U.N. Security Council meets on Ukraine; U.N. Web TV provides no English interpretation in video recording for Russia, China, UAE, France, Mexico, and Gabon interventions (with links to video and Press Release)

I once knew an American international lawyer who had worked at the International Postal Union (a U.N. Specialized Agency), at the height of the Cold War, when the U.N. and its specialized agencies were battlefields, and where influence could be gained by controlling the machinery and key appointments of the corresponding organization.

He explained that while Soviets didn’t necessarily have controlling majorities in the voting bodies, they were very adept at gaining control of key machinery within the secretariat of the organization. At the IPO, he recounted, they did have something of immense value: control of the minutes and documentation of the meetings, and of the printing presses.
Instead of the English interpretation, the original language was playing on the “English” channel.

This was a highly significant “mistake” by U.N. Web TV, because it meant that the Russian representative’s outrageous comments were not available for review by English-speaking journalists.
It seems like the Russians still have influence over the printing presses, or their modern-day equivalents.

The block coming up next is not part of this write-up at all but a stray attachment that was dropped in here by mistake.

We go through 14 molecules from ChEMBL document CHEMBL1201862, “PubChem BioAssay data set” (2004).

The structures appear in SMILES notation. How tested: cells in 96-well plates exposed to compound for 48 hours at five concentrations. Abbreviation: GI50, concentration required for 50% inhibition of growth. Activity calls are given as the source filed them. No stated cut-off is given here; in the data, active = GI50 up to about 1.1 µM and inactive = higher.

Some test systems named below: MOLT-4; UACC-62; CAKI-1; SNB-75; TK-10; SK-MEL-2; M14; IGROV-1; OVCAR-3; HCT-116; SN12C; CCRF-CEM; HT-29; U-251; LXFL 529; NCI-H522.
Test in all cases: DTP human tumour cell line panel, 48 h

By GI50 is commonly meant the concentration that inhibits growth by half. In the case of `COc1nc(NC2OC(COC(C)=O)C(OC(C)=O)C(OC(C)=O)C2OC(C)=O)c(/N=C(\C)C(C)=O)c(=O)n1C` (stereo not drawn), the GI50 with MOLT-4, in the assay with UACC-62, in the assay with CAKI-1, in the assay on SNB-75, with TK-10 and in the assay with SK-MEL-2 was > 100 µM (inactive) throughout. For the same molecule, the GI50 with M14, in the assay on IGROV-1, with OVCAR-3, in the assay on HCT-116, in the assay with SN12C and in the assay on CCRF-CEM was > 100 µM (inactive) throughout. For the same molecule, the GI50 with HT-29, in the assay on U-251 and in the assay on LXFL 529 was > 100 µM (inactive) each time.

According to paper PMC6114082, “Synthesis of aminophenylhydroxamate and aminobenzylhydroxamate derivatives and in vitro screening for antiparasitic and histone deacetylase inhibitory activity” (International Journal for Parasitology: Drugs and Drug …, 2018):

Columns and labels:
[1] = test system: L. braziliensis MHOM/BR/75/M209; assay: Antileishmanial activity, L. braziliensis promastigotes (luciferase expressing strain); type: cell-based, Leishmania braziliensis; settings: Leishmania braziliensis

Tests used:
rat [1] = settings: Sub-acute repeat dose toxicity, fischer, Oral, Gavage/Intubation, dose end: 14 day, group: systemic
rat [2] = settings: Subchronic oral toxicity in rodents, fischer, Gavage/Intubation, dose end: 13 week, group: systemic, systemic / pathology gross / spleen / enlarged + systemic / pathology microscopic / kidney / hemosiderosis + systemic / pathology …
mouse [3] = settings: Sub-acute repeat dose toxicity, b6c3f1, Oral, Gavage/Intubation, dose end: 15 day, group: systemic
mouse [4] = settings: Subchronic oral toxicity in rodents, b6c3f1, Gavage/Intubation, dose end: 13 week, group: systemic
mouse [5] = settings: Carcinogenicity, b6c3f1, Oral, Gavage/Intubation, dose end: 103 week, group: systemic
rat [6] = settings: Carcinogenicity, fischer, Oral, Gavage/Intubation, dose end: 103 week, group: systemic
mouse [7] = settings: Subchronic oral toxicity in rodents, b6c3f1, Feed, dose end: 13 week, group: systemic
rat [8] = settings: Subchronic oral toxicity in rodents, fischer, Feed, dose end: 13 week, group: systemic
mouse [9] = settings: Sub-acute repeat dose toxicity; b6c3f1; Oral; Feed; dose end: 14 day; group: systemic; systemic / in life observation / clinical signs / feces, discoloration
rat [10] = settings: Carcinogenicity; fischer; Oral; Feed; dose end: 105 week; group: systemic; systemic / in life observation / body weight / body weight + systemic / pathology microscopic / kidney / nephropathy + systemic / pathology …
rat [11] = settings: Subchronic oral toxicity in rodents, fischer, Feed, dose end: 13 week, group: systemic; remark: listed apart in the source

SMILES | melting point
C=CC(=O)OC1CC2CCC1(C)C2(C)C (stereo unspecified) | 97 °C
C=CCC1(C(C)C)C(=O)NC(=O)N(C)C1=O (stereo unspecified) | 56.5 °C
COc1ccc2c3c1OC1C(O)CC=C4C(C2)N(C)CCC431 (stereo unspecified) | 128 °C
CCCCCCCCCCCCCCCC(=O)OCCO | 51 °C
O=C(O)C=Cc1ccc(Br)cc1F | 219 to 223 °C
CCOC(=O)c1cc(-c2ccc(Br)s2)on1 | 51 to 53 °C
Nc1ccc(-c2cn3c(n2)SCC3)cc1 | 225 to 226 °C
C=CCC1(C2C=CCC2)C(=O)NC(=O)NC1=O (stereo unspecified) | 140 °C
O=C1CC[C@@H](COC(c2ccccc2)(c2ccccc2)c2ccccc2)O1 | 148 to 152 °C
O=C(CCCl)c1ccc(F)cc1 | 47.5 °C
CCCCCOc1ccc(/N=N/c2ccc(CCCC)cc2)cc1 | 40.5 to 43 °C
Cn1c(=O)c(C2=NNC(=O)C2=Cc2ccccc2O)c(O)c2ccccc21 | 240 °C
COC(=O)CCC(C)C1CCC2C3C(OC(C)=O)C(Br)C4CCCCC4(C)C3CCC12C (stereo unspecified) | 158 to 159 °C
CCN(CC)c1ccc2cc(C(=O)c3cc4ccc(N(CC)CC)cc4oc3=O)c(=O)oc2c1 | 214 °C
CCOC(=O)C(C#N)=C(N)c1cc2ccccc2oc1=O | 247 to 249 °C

But it also appears that international law, and the mobilization of shame, can still be used as a powerful weapon in international relations.

Nor could the Russian’s abrupt departure just before the Ukrainian representative spoke be appreciated by listening to the English interpretation of his remarks. The Russian ambassador, suddenly and without previous warning, ended his intervention and left the meeting on the pretext that he had a meeting with the Secretary General.

It was a remarkable moment. He just got up and left, immediately before the Ukrainian representative proceeded to detail the facts of the Russian mobilization and military threat which were the reason the meeting had been called. Obviously, the Russian ambassador had no response to offer to any of the charges.